Watch NASA test a 3D-printed rocket engine made for deep space

Have you ever wondered what a spinning detonation rocket engine looks like?

It’s a very exciting time to be a space freak right now. Agencies around the world recently gathered to The most advanced telescope ever launched In orbit, promising startups Increasingly science fiction means to fly into orbit And NASA is working hard to put humans back on the moon. That mission took a step closer to reality recently, when the US space agency began testing the rocket that could get us there.

For the past few months, NASA has been testing an innovative new engine that produces more power than traditional rocket engines, while using less fuel. named Rotary detonation rocket engineThe new engine, or RDRE, could hold the key to the agency’s ambitions for deep space travel.

its rocket engines It stayed pretty much the same As long as there has been space travel. There’s a combustion chamber where the fuel is ignited, and a nozzle that directs the exhaust gases and energy in the opposite direction from wherever you need to go.

But RDRE, which It was first proposed in the fifties of the last century, it works completely differently. Instead of using combustion to burn fuel and change chemical energy into heat energy, RDRE uses detonation to speed up the transfer of energy without the need for oxygen to keep the fire burning.

A spinning detonation rocket engine test at Marshall Space Flight Center

This type of engine can also extract more energy from its fuel, and does not require a separate oxygen tank to support combustion in the vacuum of space. Aspects like these make this most powerful and efficient engine ideal for long space missions.

But RDRE engines are tough to build, and scientists around the world have been improving this type of engine for space travel (and even high-speed air travel) for decades. Now, NASA has successfully tested its RDRE, which could one day lead us to the Moon and into space.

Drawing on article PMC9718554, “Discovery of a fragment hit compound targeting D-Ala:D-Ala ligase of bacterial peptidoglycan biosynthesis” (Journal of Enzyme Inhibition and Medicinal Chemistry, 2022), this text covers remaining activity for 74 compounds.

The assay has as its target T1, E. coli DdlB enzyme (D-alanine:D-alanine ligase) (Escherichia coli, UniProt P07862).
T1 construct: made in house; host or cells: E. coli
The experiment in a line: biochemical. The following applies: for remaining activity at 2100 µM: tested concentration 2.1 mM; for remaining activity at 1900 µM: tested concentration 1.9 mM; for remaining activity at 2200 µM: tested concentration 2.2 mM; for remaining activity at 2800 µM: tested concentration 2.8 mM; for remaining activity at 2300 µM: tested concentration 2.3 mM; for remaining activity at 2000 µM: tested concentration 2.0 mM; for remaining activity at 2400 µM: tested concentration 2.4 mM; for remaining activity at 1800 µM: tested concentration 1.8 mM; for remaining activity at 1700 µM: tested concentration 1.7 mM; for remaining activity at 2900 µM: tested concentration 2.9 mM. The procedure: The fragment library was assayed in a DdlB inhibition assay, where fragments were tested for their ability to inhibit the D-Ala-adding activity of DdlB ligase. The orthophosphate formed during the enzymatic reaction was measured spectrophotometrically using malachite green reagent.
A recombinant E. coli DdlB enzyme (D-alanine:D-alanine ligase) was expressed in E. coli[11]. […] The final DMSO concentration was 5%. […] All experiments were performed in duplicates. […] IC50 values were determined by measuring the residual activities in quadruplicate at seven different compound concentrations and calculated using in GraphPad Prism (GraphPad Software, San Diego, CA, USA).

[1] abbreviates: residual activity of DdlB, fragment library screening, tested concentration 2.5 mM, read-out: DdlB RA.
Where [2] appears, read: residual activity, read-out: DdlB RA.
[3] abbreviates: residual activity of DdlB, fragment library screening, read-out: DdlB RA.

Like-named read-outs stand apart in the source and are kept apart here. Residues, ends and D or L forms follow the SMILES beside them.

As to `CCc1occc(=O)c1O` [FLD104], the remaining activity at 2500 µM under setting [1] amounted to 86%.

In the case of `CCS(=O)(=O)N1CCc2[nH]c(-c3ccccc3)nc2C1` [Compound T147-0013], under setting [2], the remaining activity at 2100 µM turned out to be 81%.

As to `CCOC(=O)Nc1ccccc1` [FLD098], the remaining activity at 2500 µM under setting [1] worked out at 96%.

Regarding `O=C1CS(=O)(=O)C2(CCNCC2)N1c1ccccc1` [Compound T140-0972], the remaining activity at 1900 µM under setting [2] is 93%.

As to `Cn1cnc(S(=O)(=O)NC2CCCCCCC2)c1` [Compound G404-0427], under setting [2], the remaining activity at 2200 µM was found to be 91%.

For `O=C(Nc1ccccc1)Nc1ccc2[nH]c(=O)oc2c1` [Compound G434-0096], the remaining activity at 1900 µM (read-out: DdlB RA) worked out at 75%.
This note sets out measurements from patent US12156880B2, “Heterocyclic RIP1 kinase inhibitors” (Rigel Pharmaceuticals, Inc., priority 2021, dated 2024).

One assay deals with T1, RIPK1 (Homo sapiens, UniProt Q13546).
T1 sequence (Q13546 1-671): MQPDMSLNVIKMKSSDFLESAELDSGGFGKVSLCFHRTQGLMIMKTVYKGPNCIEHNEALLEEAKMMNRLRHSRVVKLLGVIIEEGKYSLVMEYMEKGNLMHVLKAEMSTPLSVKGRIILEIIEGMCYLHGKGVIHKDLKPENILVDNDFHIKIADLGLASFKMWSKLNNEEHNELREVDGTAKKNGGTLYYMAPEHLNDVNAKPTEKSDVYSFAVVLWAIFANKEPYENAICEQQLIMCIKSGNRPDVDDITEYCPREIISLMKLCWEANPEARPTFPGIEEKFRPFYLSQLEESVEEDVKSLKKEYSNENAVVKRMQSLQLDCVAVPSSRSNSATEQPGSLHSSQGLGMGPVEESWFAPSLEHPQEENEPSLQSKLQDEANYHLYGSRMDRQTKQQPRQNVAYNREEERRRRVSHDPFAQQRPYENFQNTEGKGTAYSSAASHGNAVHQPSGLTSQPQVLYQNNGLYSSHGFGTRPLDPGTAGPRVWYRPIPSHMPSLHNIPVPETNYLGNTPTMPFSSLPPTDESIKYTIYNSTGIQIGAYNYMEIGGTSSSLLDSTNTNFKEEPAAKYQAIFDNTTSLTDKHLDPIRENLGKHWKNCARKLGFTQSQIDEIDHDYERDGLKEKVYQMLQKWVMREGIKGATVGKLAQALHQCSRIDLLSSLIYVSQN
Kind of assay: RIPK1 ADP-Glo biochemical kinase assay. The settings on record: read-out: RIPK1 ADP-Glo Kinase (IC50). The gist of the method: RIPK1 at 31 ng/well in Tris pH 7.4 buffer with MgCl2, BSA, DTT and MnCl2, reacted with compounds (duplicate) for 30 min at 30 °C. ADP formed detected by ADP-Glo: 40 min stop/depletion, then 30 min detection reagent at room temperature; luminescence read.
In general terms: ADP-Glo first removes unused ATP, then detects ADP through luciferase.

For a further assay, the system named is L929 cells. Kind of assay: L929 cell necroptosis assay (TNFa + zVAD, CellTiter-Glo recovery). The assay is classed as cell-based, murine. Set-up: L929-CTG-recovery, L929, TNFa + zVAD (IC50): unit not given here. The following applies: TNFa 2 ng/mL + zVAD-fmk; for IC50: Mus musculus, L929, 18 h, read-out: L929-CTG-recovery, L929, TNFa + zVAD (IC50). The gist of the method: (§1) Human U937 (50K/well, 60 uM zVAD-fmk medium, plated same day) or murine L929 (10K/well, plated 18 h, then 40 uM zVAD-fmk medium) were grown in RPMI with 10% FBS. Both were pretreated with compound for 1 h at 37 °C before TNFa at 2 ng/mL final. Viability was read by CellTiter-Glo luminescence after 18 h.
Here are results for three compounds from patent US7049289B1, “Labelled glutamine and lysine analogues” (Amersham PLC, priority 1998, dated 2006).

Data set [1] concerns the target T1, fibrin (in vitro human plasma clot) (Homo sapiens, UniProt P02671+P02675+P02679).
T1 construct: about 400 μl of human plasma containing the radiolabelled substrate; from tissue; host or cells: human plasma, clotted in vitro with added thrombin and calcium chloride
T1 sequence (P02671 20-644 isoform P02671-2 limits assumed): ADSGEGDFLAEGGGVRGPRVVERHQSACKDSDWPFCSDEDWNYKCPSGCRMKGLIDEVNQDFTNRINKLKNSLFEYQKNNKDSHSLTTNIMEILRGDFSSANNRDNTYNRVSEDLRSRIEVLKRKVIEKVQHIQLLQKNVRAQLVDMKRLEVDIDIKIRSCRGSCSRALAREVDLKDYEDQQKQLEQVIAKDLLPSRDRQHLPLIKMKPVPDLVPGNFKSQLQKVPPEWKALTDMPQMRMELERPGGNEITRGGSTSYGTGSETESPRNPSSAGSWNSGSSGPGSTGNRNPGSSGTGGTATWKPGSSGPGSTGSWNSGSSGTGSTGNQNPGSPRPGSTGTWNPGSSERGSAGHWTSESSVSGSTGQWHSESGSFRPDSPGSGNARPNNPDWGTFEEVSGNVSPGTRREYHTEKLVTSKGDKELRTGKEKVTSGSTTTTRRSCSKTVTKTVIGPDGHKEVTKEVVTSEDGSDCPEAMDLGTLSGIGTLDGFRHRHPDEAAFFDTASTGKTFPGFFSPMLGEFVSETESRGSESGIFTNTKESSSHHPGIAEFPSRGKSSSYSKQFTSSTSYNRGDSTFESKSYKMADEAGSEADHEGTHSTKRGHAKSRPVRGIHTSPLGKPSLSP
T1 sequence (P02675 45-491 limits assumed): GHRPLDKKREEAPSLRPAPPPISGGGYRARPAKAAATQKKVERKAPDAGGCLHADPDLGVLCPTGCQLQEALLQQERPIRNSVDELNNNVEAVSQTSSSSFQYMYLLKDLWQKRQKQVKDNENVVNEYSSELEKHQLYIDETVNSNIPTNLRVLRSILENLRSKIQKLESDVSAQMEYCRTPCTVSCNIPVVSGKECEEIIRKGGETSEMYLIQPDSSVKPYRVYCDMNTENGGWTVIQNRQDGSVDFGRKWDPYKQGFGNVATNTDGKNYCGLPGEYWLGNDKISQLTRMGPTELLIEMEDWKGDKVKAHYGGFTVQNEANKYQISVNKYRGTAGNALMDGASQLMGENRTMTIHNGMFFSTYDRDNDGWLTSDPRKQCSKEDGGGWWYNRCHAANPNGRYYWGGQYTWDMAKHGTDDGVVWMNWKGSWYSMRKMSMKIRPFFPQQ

The test saw NASA engineers mount a prototype engine on a stand at Marshall Space Flight Center in Huntsville, Alabama. There, the engine was fired “more than a dozen times, totaling nearly 10 minutes in duration,” NASA said in a press release.

From the sounds, the test was successful. to me NASA versionEngineers found that the prototype engine “could operate for extended periods while withstanding the extreme heat and pressure environments generated by detonation.”

While turning 11, the RDRE prototype produced over 4,000 pounds of thrust for about a minute. The pressure inside the engine also reached 622 psi, which NASA says is the “highest pressure rating ever for this design.” Impressive stuff.

Image of NASA's Artemis spacecraft prior to launch.

The new engine could revolutionize space travel.
picture: Paul Hennessy / Anadolu Agency (Getty Images)

But while all of these performance numbers sound impressive and impressive, perhaps the most amazing thing about this prototype is how it was made. NASA made the whole thing using New Additive Manufacturing, which is a Fantastic way of saying 3D printing. This means that one day, we can repair and replace parts for an engine like this anywhere a 3D printer is accessible — including on a space station.

The next step in the process of proving the usability of a 3D-printed rocket engine will be scalability. NASA says it will take everything it learned from these tests to develop a “fully reusable 10,000-pound class RDRE” to reveal any benefits over a conventional rocket engine.

This would be a step in the right direction, however, given the fact that they are the most powerful engines out there today Ejected over 200,000 pounds of thrustthere is still a way to go yet.

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